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Drought and unrest sparked global societal collapse in the Bronze Age. Is it happening again?

January 19, 2016

quartz logoEric Cline article on qzbronze-age

The year 1177 BCE roughly demarks the disintegration of humanity’s first global civilization: the Late Bronze Age. At its peak, a booming trade in raw materials, agricultural goods, and finished products—from jewelry to pottery, spices and wine—encircled the Mediterranean and stretched north, perhaps as far as present-day Scandinavia, and east to Afghanistan and India.

Then, after centuries of brilliance, the civilized world of the Bronze Age came to an abrupt and cataclysmic end.

The Bronze Age cultures surrounding the Mediterranean and Aegean Seas—including what is now modern day Greece, Turkey, Cyprus, Egypt, Syria, Lebanon, Israel, Iraq, and Iran—formed a complex, highly interdependent system. Archaeologists continue to argue about the key triggers of its demise. And indeed, there were multiple interrelated failures.

In recent years, however, scientists have begun to assemble an increasingly compelling picture of how the Bronze Age unraveled and collapsed. Kings called for emergency shipments of grain from other countries as the climate grew more arid; drought and then famine stalked the land. The “Sea Peoples” invaded and plundered coastal cities. Were they hungry environmental refugees, or the ISIL of their time? Perhaps both?

While the specific details are difficult to reconstruct, we know how the story ends. The many kingdoms around the Mediterranean fell like dominoes in just a few decades. Their thriving economies and cultures disappeared, as did their writing systems, technology, and monumental architecture.

Fast forward to the year 2007 CE, which marked the beginning of the worst long-term drought Syria has seen in modern history. In 2008, three quarters of area farmers saw complete crop failure and herders lost some 85% of their livestock. In 2009, the United Nations reported that more than 800,000 Syrians had lost their entire livelihoods because of the drought. The UN estimated that by 2011, two to three million Syrians had been driven into extreme poverty.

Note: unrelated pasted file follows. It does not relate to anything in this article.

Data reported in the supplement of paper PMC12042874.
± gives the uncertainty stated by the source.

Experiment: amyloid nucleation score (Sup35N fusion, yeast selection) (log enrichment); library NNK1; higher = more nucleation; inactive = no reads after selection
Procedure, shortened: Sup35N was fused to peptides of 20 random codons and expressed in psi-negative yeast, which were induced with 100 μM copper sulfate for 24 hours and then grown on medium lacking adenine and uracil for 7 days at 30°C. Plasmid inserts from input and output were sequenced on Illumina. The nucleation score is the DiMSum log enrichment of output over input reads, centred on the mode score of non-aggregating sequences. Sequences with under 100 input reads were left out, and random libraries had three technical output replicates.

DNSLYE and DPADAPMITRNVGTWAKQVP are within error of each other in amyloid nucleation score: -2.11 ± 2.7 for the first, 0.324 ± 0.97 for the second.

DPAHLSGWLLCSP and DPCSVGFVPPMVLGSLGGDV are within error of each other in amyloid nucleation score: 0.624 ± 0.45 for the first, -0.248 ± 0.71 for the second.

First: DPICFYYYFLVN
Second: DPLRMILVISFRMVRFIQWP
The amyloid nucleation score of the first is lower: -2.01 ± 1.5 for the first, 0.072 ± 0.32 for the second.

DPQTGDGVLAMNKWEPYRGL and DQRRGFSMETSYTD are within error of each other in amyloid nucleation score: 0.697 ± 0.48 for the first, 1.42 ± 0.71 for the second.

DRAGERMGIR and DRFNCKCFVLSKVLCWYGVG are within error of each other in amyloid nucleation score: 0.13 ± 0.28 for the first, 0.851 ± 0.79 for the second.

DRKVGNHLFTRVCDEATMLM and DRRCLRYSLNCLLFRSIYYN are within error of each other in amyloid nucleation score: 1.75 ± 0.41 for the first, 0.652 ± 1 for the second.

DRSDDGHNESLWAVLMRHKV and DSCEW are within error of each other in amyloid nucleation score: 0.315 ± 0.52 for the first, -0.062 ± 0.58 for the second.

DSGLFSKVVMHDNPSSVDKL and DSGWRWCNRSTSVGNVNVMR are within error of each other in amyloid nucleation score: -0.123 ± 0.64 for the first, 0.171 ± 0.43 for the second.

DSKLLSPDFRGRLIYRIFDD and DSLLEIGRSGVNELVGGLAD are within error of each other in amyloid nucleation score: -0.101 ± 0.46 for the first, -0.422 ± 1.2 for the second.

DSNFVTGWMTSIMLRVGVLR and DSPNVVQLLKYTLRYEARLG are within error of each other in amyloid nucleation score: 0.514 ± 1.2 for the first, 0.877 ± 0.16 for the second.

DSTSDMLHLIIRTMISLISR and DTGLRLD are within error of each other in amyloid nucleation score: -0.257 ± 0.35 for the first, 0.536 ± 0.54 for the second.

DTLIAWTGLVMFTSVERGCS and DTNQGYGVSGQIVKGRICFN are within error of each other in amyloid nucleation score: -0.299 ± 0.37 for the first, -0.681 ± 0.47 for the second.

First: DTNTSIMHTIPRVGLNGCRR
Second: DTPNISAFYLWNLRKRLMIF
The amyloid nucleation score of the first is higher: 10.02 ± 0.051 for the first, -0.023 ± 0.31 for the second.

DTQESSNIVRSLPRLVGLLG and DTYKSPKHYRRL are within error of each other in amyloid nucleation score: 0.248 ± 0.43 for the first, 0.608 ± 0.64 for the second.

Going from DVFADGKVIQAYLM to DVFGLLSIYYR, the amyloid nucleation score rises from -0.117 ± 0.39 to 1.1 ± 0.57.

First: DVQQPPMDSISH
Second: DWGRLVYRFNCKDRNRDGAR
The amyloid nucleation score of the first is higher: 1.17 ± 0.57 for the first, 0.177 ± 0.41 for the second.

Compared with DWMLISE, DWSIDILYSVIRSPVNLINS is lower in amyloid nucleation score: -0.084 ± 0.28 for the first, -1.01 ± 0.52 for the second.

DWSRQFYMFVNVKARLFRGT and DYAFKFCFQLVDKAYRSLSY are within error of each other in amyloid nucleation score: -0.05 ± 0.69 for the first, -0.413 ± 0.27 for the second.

Displaced farmers, herders, and their families migrated to urban areas in search of jobs and food, living in tents along roads and around cities, straining urban infrastructure. A government unresponsive to the developing humanitarian crisis fostered rebellions, which began in Daraa, spread to Raqqa and Hassakah, and in time devolved into today’s civil war. Yes, it’s climate change, beyond a doubt by now, but there’s also a long history of government mismanagement and misguided policy at work.

Syria is not alone. Some combination of climate warming, expanding population, over-exploitation of shrinking water resources, and antiquated approaches to agriculture is undermining stability in country after country around the Mediterranean Basin. Worse yet, even a subset of such woes can begin a death-spiral for local agriculture, closing off the possibility of return to the land when conflict ceases.

We see the current migrants from the Middle East (and Africa) as political refugees. And they are, of course. But they’re more fundamentally environmental refugees, fleeing lands that can no longer support them without profound changes in how land and water are managed.

We don’t know how this story ends or how the world will look in, say, 2077. What we do know is that we, unlike the denizens of the Bronze Age, understand both what’s coming and what to do about it, at least in a technical sense.

Science, particularly chemistry and genetics, and technology have enabled enormous strides in agricultural productivity. Indeed, without fertilizers, better seeds, and tractors, our population could not have grown from a largely rural one billion, where it stood when Malthus told us we were forever doomed to famine, to today’s largely urban seven billion—even as we halved the fraction of us experiencing chronic hunger.

There’s much yet to be learned about how to produce food under the new climatic conditions, even as we seek to coax more from less land more sustainably. But the genomic and technological revolutions of the late 20th century have provided the critical tools. We will need to modify organisms genetically to thrive in the new climate on less land and water. We will need increasingly sophisticated, GPS-guided machinery to maximize yields while minimizing environmental pollution.

All of this is possible. But at the same time, we see a growing aversion to science and technology in the developed world. Both genetic modification (GM) and technologically sophisticated farming (aka factory farming) are widely vilified, while old-fashioned “organic” farming methods are romanticized. There’s room for both, but there’s also little doubt that we’ll need more science, not less, if we’re to meet the needs of a still-growing human population.

Perhaps the deeper and more immediate issue is how we will manage the integration of millions of refugees, including those who once farmed the land in Syria, now fleeing persecution and starvation. The challenge today is to feed, support, and socially integrate people of very different belief systems into a globalized society in the face of growing environmental stress.

The Bronze Age world collapsed. Will ours?


Nina Fedoroff

Professor Emerita, Pennsylvania State University

Eric H. Cline

Author, “1177 BC: The Year Civilization Collapsed”

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